Lunar 2: Eternal Blue Complete Review
by Lassarina Aoibhell
I came into this game with very high hopes, based on how much I enjoyed Lunar: Silver Star Story Complete. I was expecting the same quirky humor, the traditional battle system, the carefully structured plot and character development, and the lovable characters. In short, I was expecting to love Lunar 2 as I did Lunar. Unfortunately, I was deeply disappointed.
Lunar 2 is set in the same world as the original game a millenium later, and there are constant references back to the original. You get to meet one or two echoes of your previous companions, and those who have played the first game will find constant reminders of the humour and wonder that characterized the first game. You re-visit places you had been before, and a whole host of new areas (the only ones that have really remained the same are Meribia and Vane.) You even get to search out Bromides as you did in the first game, and some of the ones you find reference previous characters, which is pretty cool.
Where the characters in Lunar were quirky and individual, the characters in Lunar 2 are lamentably flat. I wanted to kill Ruby, Lemina, Lucia, and Hiro every time they opened their mouths. I just didn't care what happened to them. The voice-acting was well done, as in the first game, and the characters' various traits were well-displayed. However, in contrast to the first game's efforts to make every character a unique individual, not defined by their role in the party (i.e. the cleric should be a quiet example of faith, the swordsman should be noble and what-not), I felt like I'd seen all these characters before. The character aspect of the game gets a 6 from me.
Plot is another area where the sequel fell far short of the original. In the first game, the villain was very human. He was not merely a 'faceless' evil; he had reasons (and even, perhaps, total justification) for his actions. He was misguided rather than truly evil. The initial game didn't even introduce the first hints of an overarching villain for nearly a quarter of the game. By contrast, Lunar 2 throws the villain at you within the first hour: Zophar, god of darkness, who wishes nothing more than the total destruction of the world of Lunar. His counterpart is Lucia, the mysterious princess of the Blue Star, who must find the Goddess Althena to stop Zophar. After the unique course the first game took with regards to story and villain, I was deeply disappointed at the 'traditional' format of this game. Plot gets a 5.
The gameplay of the first game took a while to grow on me, but once it did, I was quite pleased with it. Lunar 2 took a good basic system and added some innovations that were good, and one that was poor. The poor innovation consisted of introducing a "run" button that only works for a short period of time. Given how slowly Hiro tends to walk in dungeons, I found it very frustrating to stumble around slowly. The "run" button is designed to let you periodically attempt to escape from enemies, and thus I can understand the logic behind not making it a constant thing. However, I found Hiro's slow pace in general to be very frustrating.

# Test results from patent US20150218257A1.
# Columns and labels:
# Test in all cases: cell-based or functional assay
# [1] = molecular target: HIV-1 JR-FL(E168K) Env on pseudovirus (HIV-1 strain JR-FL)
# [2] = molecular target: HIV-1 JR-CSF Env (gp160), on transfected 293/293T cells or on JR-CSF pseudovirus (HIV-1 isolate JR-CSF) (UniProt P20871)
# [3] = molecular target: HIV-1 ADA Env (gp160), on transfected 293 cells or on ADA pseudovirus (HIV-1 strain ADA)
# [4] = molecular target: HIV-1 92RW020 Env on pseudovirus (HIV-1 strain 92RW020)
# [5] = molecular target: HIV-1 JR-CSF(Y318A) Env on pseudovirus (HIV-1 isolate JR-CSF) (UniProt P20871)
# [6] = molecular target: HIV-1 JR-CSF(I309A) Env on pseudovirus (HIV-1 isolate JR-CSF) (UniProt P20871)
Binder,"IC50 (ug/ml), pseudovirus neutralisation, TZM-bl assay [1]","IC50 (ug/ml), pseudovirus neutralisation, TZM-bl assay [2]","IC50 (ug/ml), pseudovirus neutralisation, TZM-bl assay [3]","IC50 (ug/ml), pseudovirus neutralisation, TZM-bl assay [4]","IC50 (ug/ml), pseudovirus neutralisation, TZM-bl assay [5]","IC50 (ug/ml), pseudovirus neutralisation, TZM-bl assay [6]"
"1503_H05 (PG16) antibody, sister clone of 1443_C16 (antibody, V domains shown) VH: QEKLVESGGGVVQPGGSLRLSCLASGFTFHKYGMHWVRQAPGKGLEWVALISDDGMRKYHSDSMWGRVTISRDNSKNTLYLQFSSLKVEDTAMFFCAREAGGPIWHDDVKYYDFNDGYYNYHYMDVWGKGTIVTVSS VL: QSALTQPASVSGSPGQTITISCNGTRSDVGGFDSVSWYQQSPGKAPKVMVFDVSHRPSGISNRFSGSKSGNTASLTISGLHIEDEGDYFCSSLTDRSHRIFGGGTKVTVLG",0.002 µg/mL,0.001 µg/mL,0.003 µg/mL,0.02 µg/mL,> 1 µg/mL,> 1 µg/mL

Improvements on the gameplay from the first game were manifold. In Lunar, each character's magical skills centered around a single thing. Luna and Jessica could heal, Kyle and Alex killed things, and Mia and Nash launched flaming spells of doom. While this led to each character having a distinct strength, it also made for a lack of flexibility. Lunar 2 addresses this issue on many fronts. First, each character can equip a weapon, a piece of armour, a headpiece, and an armguard, in addition to two accessories which have various effects. Each character can also equip two crests. Each crest grants a specific ability - raising a character's speed or allowing them to use thunder magic, for example. Combining crests grants combination powers - for example, allowing a character to add a magic element to her attack, or allowing water/wind combination magic. This greatly increases the flexibility of each character, allowing them to act in multiple different ways. Also, each character has multiple types of spells. Hiro, for example, can use wind-elemental spells in addition to his powerful sword-magics. Ronfar, the priest, can use healing spells and a few attack spells. It makes for a more balanced and capable party, particularly since many enemies in the game are only weak against physical or magical attacks. Overall, gameplay gets a solid 8.
Like the first game, Lunar 2 makes use of a few recurring themes arranged differently. This was a trait that annoyed me in the first game, and it has only gotten worse in the second. The basic music is not as good, and the repetition makes it worse - deserving of a 4 in my book. The mix of styles is slightly more lighthearted than many RPGs, which goes in tune with LUNAR's tradition of lightheartedness. That is one thing I did enjoy about this game: it preserved the quirky, light tone and the excellent translation. (The official strategy guide also fell in the tradition of the first one - quirky, humourous, and excellently put together.) There is just a wealth of humour and a sense that the game does not take itself too seriously.
The graphics are solid sprite work, which I have found I am more and more fond of in light of some of the more frustrating 3D games which make it difficult to see or navigate. The anime is as smooth and pretty as the previous game, and the crispness of the graphics is in most cases excellent. (The exception is when the game "zooms in" during characters' special spells, which results in jagged pixilated images.) I would give the graphics an 8 (in context with the style).
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